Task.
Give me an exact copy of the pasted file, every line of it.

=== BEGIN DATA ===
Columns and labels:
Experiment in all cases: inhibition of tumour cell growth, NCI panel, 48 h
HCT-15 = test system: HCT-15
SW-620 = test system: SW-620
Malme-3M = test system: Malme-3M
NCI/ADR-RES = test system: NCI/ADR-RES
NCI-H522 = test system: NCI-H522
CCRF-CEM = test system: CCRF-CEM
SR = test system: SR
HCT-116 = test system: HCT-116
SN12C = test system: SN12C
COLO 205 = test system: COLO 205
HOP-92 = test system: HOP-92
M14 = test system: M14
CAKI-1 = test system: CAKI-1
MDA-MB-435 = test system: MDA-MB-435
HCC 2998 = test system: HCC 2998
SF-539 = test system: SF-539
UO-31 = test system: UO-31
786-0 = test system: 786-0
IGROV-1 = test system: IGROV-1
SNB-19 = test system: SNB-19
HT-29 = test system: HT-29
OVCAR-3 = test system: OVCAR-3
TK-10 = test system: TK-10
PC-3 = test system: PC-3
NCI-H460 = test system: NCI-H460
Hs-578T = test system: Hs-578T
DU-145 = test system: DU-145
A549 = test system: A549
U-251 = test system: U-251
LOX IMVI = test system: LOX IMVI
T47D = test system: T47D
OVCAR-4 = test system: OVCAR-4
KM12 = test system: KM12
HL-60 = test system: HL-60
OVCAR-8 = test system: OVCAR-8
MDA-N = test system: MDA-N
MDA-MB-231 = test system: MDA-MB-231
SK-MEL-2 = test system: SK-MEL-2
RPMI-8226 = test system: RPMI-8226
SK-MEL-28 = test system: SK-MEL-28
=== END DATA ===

Columns and labels:
Experiment in all cases: inhibition of tumour cell growth, NCI panel, 48 h
HCT-15 = test system: HCT-15
SW-620 = test system: SW-620
Malme-3M = test system: Malme-3M
NCI/ADR-RES = test system: NCI/ADR-RES
NCI-H522 = test system: NCI-H522
CCRF-CEM = test system: CCRF-CEM
SR = test system: SR
HCT-116 = test system: HCT-116
SN12C = test system: SN12C
COLO 205 = test system: COLO 205
HOP-92 = test system: HOP-92
M14 = test system: M14
CAKI-1 = test system: CAKI-1
MDA-MB-435 = test system: MDA-MB-435
HCC 2998 = test system: HCC 2998
SF-539 = test system: SF-539
UO-31 = test system: UO-31
786-0 = test system: 786-0
IGROV-1 = test system: IGROV-1
SNB-19 = test system: SNB-19
HT-29 = test system: HT-29
OVCAR-3 = test system: OVCAR-3
TK-10 = test system: TK-10
PC-3 = test system: PC-3
NCI-H460 = test system: NCI-H460
Hs-578T = test system: Hs-578T
DU-145 = test system: DU-145
A549 = test system: A549
U-251 = test system: U-251
LOX IMVI = test system: LOX IMVI
T47D = test system: T47D
OVCAR-4 = test system: OVCAR-4
KM12 = test system: KM12
HL-60 = test system: HL-60
OVCAR-8 = test system: OVCAR-8
MDA-N = test system: MDA-N
MDA-MB-231 = test system: MDA-MB-231
SK-MEL-2 = test system: SK-MEL-2
RPMI-8226 = test system: RPMI-8226
SK-MEL-28 = test system: SK-MEL-28